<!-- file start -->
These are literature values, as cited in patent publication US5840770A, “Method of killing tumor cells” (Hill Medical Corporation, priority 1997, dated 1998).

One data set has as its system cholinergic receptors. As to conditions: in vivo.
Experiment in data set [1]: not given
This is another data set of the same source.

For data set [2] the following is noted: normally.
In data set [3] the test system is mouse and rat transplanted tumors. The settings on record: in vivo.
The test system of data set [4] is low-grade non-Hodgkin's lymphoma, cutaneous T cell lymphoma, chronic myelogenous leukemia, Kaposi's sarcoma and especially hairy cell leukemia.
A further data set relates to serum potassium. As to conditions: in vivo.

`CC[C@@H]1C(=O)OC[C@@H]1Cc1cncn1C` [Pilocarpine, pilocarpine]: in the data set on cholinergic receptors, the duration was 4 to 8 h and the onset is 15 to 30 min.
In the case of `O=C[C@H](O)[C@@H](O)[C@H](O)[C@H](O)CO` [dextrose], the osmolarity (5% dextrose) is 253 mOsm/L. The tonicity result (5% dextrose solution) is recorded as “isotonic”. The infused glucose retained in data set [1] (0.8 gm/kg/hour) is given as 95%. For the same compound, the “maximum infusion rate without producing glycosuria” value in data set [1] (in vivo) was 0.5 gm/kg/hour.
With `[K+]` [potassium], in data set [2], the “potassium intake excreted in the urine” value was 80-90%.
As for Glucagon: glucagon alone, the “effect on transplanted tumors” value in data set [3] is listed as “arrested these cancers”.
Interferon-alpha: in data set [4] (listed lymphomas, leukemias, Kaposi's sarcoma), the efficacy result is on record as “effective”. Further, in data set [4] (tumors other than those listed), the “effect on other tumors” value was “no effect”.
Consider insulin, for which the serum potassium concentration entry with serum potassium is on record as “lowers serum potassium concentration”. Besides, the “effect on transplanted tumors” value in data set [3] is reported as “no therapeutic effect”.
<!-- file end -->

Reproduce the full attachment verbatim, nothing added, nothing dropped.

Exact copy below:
These are literature values, as cited in patent publication US5840770A, “Method of killing tumor cells” (Hill Medical Corporation, priority 1997, dated 1998).

One data set has as its system cholinergic receptors. As to conditions: in vivo.
Experiment in data set [1]: not given
This is another data set of the same source.

For data set [2] the following is noted: normally.
In data set [3] the test system is mouse and rat transplanted tumors. The settings on record: in vivo.
The test system of data set [4] is low-grade non-Hodgkin's lymphoma, cutaneous T cell lymphoma, chronic myelogenous leukemia, Kaposi's sarcoma and especially hairy cell leukemia.
A further data set relates to serum potassium. As to conditions: in vivo.

`CC[C@@H]1C(=O)OC[C@@H]1Cc1cncn1C` [Pilocarpine, pilocarpine]: in the data set on cholinergic receptors, the duration was 4 to 8 h and the onset is 15 to 30 min.
In the case of `O=C[C@H](O)[C@@H](O)[C@H](O)[C@H](O)CO` [dextrose], the osmolarity (5% dextrose) is 253 mOsm/L. The tonicity result (5% dextrose solution) is recorded as “isotonic”. The infused glucose retained in data set [1] (0.8 gm/kg/hour) is given as 95%. For the same compound, the “maximum infusion rate without producing glycosuria” value in data set [1] (in vivo) was 0.5 gm/kg/hour.
With `[K+]` [potassium], in data set [2], the “potassium intake excreted in the urine” value was 80-90%.
As for Glucagon: glucagon alone, the “effect on transplanted tumors” value in data set [3] is listed as “arrested these cancers”.
Interferon-alpha: in data set [4] (listed lymphomas, leukemias, Kaposi's sarcoma), the efficacy result is on record as “effective”. Further, in data set [4] (tumors other than those listed), the “effect on other tumors” value was “no effect”.
Consider insulin, for which the serum potassium concentration entry with serum potassium is on record as “lowers serum potassium concentration”. Besides, the “effect on transplanted tumors” value in data set [3] is reported as “no therapeutic effect”.